When Exxon Mobil faced the nationalization of its oil-field projects in Venezuela in 2007, it refused Venezuela’s offer of compensation and instituted international commercial arbitration. The war of words that followed clearly depicted Venezuela’s view toward any perceived infringement on its sovereign hydrocarbon rights. Members of Venezuela’s government called Exxon officials “bandits and thieves . . . trying to steal our future” and Exxon’s arbitration demand and other court actions “judicial terrorism” and “economic hostage-taking.” In fact, Exxon can be considered fortunate to have been able to negotiate for an arbitration clause in its contract with Petroleos de Venezuela, S.A. (PDVSA), the Venezuelan national oil company (NOC). The arbitration clause put Exxon and PDVSA in a neutral forum and gave Exxon a chance to fight on a level playing field. This legal battle reveals some key issues and raises some important concerns surrounding the dealings between private U.S. companies and NOCs around the world. For example, NOCs have the ability to wield both their private economic power and state power, such as the power to simply nationalize a private company’s assets within their country. Additionally, NOCs seem increasingly hostile to resolving any disagreements outside their own legal systems. Finally, considering NOCs’ importance in the worldwide energy sector, there should be serious concern that NOCs have the power to directly impact the U.S. energy supply on a scale that could affect national security and the economy.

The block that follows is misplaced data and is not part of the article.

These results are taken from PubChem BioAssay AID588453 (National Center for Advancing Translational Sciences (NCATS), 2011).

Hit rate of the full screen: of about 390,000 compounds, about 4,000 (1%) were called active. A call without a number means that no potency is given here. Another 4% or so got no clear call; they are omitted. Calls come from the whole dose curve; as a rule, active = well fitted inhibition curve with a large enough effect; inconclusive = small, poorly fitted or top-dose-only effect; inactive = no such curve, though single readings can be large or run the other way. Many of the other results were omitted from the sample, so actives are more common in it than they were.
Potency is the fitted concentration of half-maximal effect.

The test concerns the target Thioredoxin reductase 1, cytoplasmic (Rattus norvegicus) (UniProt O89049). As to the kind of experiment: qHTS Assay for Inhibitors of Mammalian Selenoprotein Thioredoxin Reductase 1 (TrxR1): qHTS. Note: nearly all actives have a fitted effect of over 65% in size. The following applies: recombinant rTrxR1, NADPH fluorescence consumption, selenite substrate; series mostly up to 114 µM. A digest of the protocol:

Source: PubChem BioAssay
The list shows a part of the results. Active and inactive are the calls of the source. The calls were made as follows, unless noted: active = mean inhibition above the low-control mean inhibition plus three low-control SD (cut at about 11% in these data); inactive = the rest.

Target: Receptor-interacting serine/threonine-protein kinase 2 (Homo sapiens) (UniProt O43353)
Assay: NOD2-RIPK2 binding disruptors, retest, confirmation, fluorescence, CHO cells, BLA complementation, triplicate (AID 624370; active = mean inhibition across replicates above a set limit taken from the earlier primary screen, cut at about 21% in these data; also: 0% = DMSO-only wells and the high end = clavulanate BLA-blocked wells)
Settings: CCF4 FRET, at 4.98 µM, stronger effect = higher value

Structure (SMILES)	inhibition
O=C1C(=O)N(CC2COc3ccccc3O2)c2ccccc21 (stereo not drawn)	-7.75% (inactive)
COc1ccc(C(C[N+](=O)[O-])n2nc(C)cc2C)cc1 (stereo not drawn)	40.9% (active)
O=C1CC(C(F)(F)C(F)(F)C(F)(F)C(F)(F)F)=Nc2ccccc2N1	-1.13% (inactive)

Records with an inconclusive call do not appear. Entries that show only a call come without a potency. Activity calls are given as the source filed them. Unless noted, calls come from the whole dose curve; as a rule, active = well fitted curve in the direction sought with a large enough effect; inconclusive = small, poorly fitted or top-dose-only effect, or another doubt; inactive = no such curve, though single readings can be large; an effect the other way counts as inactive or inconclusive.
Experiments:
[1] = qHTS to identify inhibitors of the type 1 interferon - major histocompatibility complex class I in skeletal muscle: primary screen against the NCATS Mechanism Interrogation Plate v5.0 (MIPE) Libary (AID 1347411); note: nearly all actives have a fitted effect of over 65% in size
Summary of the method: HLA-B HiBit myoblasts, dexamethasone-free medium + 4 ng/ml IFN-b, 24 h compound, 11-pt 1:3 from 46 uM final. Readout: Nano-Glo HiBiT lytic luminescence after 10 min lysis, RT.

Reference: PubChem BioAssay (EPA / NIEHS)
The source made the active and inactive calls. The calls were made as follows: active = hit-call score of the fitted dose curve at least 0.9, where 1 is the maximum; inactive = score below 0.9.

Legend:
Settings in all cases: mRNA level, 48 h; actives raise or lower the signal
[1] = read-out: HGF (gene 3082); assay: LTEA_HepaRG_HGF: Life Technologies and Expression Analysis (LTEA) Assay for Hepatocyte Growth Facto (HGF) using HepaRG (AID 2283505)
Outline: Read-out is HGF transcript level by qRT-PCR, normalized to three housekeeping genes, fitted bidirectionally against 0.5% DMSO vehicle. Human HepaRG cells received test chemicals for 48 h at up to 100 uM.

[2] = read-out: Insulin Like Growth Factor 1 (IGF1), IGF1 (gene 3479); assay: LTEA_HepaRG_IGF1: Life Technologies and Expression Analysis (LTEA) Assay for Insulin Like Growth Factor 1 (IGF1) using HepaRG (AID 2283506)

Mark D. Mutschink, Facing the Future of Oil in U.S. Courts: A Recommendation for Changing the Bremen Doctrine on Enforceability of Forum Selection Clauses, 63 SMU L. Rev. 1343 (2010)